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Shallow subduction of the Cocos Ridge beneath the Costa Rican island arc results in six major tectonic effects. These effects include a volcanic gap in the Costa Rican volcanic arc chain, a shallowing of the dip of the subducted Cocos plate beneath Costa Rica, forearc indentation of the Pacific margin of Costa Rica, structural inversion of forearc (Terraba) and backarc (Limon) basins, arching of on- and offshore acoustic basement in a direction parallel to plate convergence between Costa Rica and the Cocos plate, and a radial stress pattern around the underthrust area of the Cocos Ridge as inferred from earthquake and geologic indicators.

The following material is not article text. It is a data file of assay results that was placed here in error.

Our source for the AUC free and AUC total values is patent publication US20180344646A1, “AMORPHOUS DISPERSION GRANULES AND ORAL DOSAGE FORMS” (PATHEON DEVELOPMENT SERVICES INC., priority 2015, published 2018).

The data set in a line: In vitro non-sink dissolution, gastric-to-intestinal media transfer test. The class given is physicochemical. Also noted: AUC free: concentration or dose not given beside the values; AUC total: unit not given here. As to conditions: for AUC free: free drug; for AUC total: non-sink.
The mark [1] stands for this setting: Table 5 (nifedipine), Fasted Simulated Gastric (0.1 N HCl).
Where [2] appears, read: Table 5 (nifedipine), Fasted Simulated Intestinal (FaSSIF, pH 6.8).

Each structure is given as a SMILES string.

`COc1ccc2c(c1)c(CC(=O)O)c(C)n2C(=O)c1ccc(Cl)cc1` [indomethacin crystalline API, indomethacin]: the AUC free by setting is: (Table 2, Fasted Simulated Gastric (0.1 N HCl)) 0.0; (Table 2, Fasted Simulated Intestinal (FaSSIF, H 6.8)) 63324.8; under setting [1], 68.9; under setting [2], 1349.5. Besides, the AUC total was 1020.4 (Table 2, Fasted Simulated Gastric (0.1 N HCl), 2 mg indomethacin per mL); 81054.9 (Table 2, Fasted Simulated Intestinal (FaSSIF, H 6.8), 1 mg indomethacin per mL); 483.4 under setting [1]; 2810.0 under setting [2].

Structures formed in forearc basin sedimentary and volcanic rocks of the Térraba belt above the subducted Cocos Ridge include major reverse faults that consistently place older lithologic units over younger lithologic units. One of these faults, the Ballena-Celmira fault zone, forms a prominent linear contact between Quaternary alluvium of the Pacific coastal plain and the Térraba belt. Bedding plane and fault data in the Térraba belt constrain a maximum shortening direction of N30-34°E for the central and eastern Térraba belt. This direction of maximum shortening corresponds closely to the N35°E direction of maximum shortening of Corrigan et al. (1990) from Plio-Pleistocene rocks of the outer forearc in the Burica/Osa area to the south and southeast of the Térraba belt. Assuming that the predicted plate convergence direction (N32°E) and the direction of maximum shortening in the forearc subparallel, thrusting and tilting in the forearc of westernmost Panama and eastern and central Costa Rica is interpreted as the result of regional northeast-southwest-oriented maximum compressive stresses exerted by post-Miocene shallow subduction of the Cocos Ridge.

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